By Zika Bobby
Chairman of the Association of Nigeria Licensed Customs Agents (ANLCA), Apapa chapter, Dr. Sylvester Budu,in this interview, expressed optimism that the electronic call-up system of trucks by Nigerian Ports Authority (NPA) will solve the lingering Apapa gridlock.
Give us an overview of what to expect from your new leadership as ANLCA chairman, Apapa chapter.
We have a lot of positive things on ground. As you might understand, immediately we took off, there was no secretariat on ground. We just acquired a secretariat a few days ago for the chapter, which is under renovation now.
Also, we got a Sienna bus for the office of the executive chairman of ANLCA, and by the special grace of God we are getting another bus by next week for the task force, and they will commence operations fully. These logistics arrangements are necessary for us to function well.
Gone are the days when people saw agents as touts. Our new operation aims to show them that our members are not only educated but also exposed and of decent behaviour.
My team is on ground to protect the interest of our members while leading the way for everyone to abide by the law at all times.
We will offer protection and guidance to all our members so they can benefit from their jobs and be fairly treated by other stakeholders including government agencies.
We are here for a vision, and we have a mission, which is to restore the lost glory of agents, so they can be proud of their profession.
Not like when you tell someone you are a clearing agent and they look at you like a tout or dropout. Most of us are graduates, so we need to make people understand that our job is being professionalised.
Also, we need to work closely with the Customs. The Customs is all about generating revenue but at the same time the interests of the agents need to be protected.
We need to sensitise our people on how to go about their jobs, handling their consignments and at the same time we are trying to organise a seminar, all stakeholders would be invited.
It will feature lectures and be like a question-and-answer session to determine areas where they are having problems. We will dialogue together on how to resolve them.
Apapa traffic situation has been in the news lately. What is your view about NPA’s electronic call-up system?
I am in accord with the Nigerian Ports Authority’s newly introduced system; the e-call-up, which is used in most developed countries.
You cannot just bring in your truck when you are not ready for delivery. And when you are ready, TDO is being issued to you and you get the call-up straight to the terminal, where you load and go.
If we practice this e-call-up system effectively, it will be the best for everybody. It would ease up the traffic, save time and cost.
Not like in the past, when you spend a lot of money trying to get trucks to the port. This is a plus, and I am in support of it.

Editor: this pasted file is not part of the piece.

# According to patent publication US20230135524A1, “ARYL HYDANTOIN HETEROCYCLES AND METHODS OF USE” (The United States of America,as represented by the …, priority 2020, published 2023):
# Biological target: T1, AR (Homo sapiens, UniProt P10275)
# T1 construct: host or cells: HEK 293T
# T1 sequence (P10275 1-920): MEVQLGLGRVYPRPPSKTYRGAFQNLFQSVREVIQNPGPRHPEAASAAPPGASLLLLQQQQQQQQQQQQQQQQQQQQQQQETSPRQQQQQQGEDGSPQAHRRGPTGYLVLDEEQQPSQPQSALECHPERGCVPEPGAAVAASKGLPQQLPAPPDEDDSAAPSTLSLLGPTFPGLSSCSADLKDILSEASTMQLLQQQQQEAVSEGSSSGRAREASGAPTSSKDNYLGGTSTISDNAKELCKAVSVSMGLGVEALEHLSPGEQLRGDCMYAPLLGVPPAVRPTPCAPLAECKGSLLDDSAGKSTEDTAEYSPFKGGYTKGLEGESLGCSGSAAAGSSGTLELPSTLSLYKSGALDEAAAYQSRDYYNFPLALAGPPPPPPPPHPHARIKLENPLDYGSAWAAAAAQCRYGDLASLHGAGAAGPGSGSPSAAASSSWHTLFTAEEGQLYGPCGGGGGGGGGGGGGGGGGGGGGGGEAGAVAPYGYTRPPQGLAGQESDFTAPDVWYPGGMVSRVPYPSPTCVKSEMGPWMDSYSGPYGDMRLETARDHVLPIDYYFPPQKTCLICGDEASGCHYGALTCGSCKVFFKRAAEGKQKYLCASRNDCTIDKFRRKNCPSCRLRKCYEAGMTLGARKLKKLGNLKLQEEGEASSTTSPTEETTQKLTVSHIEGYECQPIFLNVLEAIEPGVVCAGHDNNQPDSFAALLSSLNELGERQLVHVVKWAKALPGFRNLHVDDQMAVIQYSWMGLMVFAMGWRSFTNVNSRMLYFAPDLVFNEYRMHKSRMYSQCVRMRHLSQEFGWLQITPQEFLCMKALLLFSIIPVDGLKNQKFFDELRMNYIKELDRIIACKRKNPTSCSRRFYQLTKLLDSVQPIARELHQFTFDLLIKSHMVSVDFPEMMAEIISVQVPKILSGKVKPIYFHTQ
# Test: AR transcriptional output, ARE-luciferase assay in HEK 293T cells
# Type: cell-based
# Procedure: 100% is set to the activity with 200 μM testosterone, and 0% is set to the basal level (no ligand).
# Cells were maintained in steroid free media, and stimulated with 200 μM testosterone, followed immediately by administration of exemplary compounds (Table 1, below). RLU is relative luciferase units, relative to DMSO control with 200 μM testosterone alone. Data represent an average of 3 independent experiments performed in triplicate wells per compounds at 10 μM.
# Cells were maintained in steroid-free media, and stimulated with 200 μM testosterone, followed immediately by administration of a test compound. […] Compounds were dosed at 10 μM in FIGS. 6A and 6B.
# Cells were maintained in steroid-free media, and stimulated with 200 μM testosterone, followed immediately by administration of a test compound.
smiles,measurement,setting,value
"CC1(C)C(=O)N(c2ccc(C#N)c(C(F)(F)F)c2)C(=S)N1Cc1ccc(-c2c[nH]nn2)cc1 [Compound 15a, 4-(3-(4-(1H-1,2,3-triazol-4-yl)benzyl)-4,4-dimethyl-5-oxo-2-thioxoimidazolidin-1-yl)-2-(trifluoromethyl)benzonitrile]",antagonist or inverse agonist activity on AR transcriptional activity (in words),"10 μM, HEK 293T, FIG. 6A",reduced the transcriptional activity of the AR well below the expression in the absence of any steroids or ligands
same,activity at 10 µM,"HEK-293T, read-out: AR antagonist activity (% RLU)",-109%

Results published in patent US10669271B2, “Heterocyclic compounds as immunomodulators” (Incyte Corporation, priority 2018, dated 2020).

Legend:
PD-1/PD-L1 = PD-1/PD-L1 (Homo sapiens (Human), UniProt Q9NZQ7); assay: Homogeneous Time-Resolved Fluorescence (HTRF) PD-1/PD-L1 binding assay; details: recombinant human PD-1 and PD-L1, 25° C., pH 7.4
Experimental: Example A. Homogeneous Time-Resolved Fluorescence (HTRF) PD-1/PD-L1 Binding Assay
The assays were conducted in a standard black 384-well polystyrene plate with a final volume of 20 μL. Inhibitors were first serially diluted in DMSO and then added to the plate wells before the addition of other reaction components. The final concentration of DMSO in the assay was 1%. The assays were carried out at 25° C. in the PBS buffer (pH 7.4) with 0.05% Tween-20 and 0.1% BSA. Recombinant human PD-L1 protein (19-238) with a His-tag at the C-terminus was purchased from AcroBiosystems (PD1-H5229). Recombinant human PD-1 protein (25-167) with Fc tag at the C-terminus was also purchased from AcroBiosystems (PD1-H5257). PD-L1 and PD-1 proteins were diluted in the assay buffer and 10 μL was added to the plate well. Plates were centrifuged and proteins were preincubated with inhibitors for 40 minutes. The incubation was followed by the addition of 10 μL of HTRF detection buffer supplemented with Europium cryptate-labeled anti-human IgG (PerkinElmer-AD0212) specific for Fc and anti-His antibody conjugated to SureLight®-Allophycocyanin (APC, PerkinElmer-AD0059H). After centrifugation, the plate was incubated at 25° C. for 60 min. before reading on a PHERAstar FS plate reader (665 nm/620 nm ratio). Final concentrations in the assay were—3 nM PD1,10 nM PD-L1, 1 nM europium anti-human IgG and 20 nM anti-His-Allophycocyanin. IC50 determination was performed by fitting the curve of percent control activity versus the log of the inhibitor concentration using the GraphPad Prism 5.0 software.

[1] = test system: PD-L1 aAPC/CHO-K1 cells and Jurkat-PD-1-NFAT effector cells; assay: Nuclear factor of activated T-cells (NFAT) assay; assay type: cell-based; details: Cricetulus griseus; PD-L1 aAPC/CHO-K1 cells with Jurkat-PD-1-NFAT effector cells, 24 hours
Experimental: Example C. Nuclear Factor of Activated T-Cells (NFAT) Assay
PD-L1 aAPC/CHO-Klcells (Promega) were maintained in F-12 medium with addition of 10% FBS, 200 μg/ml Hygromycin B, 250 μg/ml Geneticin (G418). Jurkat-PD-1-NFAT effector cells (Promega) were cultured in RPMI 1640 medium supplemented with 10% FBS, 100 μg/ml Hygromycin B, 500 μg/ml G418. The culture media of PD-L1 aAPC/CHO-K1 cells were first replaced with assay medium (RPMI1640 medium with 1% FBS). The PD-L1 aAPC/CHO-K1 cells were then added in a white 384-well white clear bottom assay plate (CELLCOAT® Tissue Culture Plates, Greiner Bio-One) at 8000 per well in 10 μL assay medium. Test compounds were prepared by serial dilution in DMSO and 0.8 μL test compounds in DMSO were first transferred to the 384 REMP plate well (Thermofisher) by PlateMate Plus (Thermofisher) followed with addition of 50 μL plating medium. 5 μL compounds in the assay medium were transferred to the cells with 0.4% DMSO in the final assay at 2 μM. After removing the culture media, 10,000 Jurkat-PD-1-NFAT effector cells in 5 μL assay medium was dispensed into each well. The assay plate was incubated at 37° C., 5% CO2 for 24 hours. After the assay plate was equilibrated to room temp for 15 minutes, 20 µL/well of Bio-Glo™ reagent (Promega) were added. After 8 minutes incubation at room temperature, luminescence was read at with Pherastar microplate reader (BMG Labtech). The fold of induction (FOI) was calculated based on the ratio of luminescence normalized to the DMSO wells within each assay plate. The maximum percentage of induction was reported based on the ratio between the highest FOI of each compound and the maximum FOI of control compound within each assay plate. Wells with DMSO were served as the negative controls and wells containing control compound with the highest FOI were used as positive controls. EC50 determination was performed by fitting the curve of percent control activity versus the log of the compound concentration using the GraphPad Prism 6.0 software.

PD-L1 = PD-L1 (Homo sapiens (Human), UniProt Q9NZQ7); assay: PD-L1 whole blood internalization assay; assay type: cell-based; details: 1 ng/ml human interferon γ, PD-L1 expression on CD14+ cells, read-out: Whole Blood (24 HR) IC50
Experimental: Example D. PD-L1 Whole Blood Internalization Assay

It was one of the issues my administration wanted to suggest to the NPA before it was announced and is now being implemented.
We wanted to make a suggestion to them, that this is how it is done around the world; even in neighbouring Cotonou. If you go to their port, you will see, you have easy exit and access to the road.
Apart from that, some are saying that the road construction has been too slow. Do you agree with this ?
We are Nigerians, and if there is any other adjective to use instead of too slow, we will use it. It is more than slow, and I am beginning to feel like there is sabotage going on.
A lot of revenue comes from that port, which means priority should be given to road construction. If I am able to suggest to the government, that project should be carried out round the clock; 24 hours, non-stop.
They should have taken advantage of the dry season to work day and night on that road unless they want to tell me some people are benefitting from it, then the government should place top priority on getting that road done immediately.
December and early January was a nightmare there, even up till now. The road leading to Tin Can Port is a disaster; you find it difficult to get containers in right now.
How has the bad road and traffic situation affected the cost of moving cargoes from the port?
The road has affected the cost of delivery, made life difficult for agents and importers, and I believe it is affecting the market, that is the final consumers.
When it takes you time to bring out a consignment at a very exorbitant price, it will affect the final consumers in the form of inflation.
We are suffering more than 300% increase, from what it used to be.
Before this crisis, a 20-foot container going to Alaba would normally have cost N400,000 to N450,000. But, if I am not mistaken, we paid almost N1.6 million during the December period to Alaba.
For a 20-foot container?
Yes, for a 20-foot container going to Alaba. You can imagine! So it is even more than a 300 per cent increment, and you can imagine its effects on the economy.